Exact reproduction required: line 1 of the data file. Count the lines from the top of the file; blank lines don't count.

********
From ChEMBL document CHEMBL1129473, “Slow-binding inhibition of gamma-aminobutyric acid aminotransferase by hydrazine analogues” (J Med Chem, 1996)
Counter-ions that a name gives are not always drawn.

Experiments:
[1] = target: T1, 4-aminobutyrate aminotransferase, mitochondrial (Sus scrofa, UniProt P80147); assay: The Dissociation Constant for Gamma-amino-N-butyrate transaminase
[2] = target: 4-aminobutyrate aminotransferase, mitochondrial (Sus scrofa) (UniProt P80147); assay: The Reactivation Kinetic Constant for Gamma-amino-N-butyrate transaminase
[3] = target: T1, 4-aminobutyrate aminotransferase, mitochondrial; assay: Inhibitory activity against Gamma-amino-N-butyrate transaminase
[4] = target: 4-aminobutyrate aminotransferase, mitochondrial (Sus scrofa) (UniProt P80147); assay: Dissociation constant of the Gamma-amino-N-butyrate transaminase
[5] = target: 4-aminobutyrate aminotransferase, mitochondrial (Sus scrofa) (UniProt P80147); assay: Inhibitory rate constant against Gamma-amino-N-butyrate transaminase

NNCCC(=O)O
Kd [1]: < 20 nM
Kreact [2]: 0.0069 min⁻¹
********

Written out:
From ChEMBL document CHEMBL1129473, “Slow-binding inhibition of gamma-aminobutyric acid aminotransferase by hydrazine analogues” (J Med Chem, 1996)